ANDERSON — If the developers of the proposed Lone Oak Solar Energy facility want a tax abatement for the project they will have to start from square one.

The Madison County Council has corrected an administrative error by voting to rescind the economic revitalization area designated for the proposed Lone Oak Solar Farm.

Last year, the council voted to deny a 100% 10-year tax abatement for the proposed $110 million, 120-megawatt project in northern Madison County.

The Madison County Board of Zoning Appeals approved the special exception for the solar energy center project.

Invenergy officials have put the project on hold because of the denial of the tax abatement.

The council Tuesday voted 4-3 to rescind the necessary economic revitalization area for the project. Council members Lisa Hobbs, Fred Reese and Jerry Alexander cast the no votes.

The council’s action means if Invenergy wants to request a tax abatement for the project, the process has to start from the beginning with the designation as an economic revitalization area.

As the discussion began, Alexander said additional information was received from Invenergy this week concerning the project.

He said the Indiana Municipal Power Agency will be making a similar request for a solar project on land zoned for agricultural use.

“We need a legal opinion from the state legislature,” Alexander said. “What was their intention? We should postpone this for one month.”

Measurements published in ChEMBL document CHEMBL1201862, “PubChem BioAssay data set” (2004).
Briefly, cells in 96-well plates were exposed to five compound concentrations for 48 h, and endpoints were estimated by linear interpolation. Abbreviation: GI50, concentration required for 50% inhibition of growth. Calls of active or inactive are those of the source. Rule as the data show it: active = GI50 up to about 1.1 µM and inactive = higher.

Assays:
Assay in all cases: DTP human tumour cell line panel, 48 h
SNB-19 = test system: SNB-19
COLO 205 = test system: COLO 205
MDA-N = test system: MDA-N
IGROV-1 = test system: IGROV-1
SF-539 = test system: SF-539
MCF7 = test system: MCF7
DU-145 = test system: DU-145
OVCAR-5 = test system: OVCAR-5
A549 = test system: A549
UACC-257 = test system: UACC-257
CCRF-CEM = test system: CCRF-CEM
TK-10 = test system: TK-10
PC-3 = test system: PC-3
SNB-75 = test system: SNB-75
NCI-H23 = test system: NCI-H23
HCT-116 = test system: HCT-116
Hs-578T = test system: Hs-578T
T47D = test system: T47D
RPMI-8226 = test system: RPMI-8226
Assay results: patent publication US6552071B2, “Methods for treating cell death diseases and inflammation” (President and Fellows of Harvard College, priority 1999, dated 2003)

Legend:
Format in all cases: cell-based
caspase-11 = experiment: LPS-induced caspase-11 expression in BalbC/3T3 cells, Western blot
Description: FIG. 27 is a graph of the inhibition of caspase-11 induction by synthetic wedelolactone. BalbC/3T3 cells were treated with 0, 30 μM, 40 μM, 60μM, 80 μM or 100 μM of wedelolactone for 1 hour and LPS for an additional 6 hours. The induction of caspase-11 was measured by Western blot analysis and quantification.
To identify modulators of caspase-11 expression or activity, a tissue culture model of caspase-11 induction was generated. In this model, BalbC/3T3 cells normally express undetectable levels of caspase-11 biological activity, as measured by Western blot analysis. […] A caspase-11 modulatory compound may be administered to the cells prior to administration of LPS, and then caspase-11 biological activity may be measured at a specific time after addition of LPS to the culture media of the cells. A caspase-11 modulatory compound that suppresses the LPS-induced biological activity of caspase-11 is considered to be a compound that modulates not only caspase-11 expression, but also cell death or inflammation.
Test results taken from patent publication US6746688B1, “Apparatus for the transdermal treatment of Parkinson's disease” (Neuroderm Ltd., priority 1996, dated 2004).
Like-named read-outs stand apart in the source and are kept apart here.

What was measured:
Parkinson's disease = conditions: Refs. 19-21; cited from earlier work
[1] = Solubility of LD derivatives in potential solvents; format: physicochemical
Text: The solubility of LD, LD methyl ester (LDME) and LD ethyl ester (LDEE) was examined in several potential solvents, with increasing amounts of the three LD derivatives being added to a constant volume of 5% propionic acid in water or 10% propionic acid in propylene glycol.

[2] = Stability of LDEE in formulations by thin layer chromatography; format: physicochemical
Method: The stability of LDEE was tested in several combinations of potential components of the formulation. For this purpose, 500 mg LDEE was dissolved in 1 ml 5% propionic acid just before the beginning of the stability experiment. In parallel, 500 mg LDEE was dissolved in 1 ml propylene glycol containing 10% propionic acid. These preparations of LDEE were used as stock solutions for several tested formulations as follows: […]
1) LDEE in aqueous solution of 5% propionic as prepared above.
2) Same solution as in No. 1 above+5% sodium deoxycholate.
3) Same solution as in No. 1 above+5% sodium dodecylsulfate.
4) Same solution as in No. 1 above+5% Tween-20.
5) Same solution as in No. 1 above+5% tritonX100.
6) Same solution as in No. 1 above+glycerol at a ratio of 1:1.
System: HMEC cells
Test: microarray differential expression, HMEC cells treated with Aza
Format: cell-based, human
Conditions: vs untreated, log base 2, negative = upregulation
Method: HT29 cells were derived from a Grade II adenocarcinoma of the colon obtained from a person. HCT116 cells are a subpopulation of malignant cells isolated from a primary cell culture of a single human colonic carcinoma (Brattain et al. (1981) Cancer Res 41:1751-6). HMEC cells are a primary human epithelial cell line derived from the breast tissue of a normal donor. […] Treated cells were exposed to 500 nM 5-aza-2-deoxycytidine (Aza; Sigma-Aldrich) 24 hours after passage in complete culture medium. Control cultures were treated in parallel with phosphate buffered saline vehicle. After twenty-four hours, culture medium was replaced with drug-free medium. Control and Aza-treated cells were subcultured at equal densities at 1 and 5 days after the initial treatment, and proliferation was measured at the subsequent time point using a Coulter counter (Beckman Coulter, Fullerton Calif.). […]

His motion to table action didn’t receive a second.

Councilman Anthony Emery said the council’s attorney said the economic revitalization area designation had to be rescinded in a separate action from the denial of the tax abatement.

“Any future project will need another initial designation as an economic revitalization area,” he said.

Emery said all future requests will be considered on a case-by-case basis.

Councilman Pete Heuer said Invenergy wants a $4 million tax abatement.

“I’m appalled that Invenergy attacked me in a flyer distributed to neighbors,” he said. “It was meant to bully us into changing our votes.”

The flyer mentioned Heuer and Councilman Steve Sumner as voting against the tax abatement and included the loss of tax revenues to local units of government.

“It speaks to the integrity of Invenergy,” Heuer said. “I’m dead set against them being in our county.”

Alexander said IMPA has received similar designations for tax abatements and has never been rejected.

“If we approve the designations for IMPA, we are being inconsistent,” he said. “It opens the county to a possible lawsuit.

“The Legislature left it up to each county’s discretion when it comes to economic revitalization areas,” Alexander said.
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